Are you interested in increasing the well-being of your staff using a proven positive psychology technique? How about in giving money to a worthwhile charity’s campaign which could save lives? We have just the thing for you!
“From the Heart” is a campaign to raise money for charity in February 2016 which can also benefit staff well-being and team relationships. It is simple and fun to do – everyone who wants to join in puts their name in a hat. On the allotted day – we’re choosing 15th February – everyone picks out a name, and writes them a piece of positive feedback, “from the heart” to raise that person’s well-being and positive emotion. Make it sing if you can – say something that you would like to hear yourself and would make you feel good. It’s like a Secret Santa, only your present is free and you can have a wonderful impact on that person.
Taking part involves a donation of at least £1 and the money goes to charity. Here at Kade we are recommending the money is sent to the Mending Broken Hearts Campaign – research which is carried out at universities such as the University of Leeds and University of York. This project has the potential to save many lives through helping the heart regenerate. You can find out more about this exciting project here.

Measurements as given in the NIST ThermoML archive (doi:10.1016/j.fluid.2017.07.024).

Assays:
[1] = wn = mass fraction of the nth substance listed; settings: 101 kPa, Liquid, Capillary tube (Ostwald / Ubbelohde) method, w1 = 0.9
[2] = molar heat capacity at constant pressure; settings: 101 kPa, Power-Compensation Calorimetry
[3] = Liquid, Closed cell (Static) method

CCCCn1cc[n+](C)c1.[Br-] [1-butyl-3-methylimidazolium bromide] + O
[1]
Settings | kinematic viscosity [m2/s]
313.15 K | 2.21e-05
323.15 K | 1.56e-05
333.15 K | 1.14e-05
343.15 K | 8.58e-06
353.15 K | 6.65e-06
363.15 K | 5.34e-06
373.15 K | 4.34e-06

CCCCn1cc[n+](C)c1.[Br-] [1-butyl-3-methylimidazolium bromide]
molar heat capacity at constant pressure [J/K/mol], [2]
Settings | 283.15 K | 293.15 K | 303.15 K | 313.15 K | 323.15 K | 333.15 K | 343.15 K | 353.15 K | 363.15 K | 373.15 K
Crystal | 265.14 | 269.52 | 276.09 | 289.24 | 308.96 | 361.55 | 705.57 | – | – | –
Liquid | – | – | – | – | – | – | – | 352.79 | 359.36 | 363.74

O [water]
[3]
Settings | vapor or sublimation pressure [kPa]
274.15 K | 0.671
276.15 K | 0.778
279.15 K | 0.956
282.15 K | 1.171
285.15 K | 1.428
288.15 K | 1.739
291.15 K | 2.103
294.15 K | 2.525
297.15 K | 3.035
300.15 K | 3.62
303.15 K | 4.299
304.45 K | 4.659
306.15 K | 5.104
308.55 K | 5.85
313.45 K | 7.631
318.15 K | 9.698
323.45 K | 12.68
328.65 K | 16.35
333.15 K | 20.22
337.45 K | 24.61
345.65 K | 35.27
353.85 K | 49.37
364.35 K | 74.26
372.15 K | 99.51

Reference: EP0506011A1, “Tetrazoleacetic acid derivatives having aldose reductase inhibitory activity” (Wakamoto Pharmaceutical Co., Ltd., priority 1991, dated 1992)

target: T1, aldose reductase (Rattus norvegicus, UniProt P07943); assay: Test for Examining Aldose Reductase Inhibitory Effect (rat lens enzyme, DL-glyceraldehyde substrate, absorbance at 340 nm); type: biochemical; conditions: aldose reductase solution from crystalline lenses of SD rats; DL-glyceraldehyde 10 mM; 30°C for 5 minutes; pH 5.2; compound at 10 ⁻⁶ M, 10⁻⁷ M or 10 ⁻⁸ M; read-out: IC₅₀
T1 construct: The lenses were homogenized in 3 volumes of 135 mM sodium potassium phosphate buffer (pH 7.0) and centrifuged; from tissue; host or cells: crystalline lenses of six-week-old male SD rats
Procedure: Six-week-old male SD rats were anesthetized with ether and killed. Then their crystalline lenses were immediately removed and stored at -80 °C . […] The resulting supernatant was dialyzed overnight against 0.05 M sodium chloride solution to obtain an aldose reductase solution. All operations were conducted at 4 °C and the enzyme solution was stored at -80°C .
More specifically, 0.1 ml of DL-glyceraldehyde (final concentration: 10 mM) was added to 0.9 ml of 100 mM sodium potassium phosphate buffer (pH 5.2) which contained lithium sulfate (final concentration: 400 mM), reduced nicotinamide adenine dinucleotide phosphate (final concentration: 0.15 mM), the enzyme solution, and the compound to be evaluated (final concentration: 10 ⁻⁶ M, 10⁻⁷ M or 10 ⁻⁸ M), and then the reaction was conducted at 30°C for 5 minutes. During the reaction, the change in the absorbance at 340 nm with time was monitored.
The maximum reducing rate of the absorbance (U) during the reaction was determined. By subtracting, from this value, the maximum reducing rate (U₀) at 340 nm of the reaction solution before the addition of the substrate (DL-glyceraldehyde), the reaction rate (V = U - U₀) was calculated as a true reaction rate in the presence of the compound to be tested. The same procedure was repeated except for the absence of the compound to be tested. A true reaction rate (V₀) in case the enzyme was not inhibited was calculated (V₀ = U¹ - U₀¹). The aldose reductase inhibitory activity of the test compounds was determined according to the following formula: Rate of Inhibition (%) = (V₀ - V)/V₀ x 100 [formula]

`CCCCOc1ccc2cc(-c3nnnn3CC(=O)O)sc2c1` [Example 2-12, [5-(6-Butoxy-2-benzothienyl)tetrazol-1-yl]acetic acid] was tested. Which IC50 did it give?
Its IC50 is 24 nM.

The “To the Heart” campaign is an exercise in positive psychology, which aims to help people flourish. Many of these techniques are used to enhance emotional resilience and have contributed to lowering sickness absence and improving engagement in learning and work. Participating as a team can improve relationships and help everyone work together more effectively.
When I’ve described this to people, one of the questions I have had is, “What if I get someone I don’t like?” For me, this is an opportunity to change the way you see that person. If they are not performing at their best in their role, is confidence their issue? If so, searching for the good in them can help them to build on their strengths and who knows, perhaps you will see some improvement? So if they are always late and poor at organisation, perhaps think about their flexibility. Will they do things at the last minute? Do they get upset when you change the plans? If they are not very task-focussed, think about their people-skills. Can they put people at ease? Do they know how to keep a conversation going? Regardless of whether their skills are entirely appropriate to their role, this positive psychology technique can help to make that person feel better about themselves, promote their self-esteem and identify opportunities for you to help them use those skills to improve areas where they need development.
This kind of activity is not new, for example it has been used on occasion in schools before, and the children held on to their positive messages, and they thought about these long after. When I tried this before, I kept my messages and they gave me a feeling of warmth each time. So why don’t we share this more often with our colleagues? Happiness is contagious…so after showing your love for your partner on Valentine’s Day, show a little love for your colleagues this coming February.
Julie is an Occupational Psychologist with experience of working with organisations and individuals around the globe to effectively meet their unique challenges.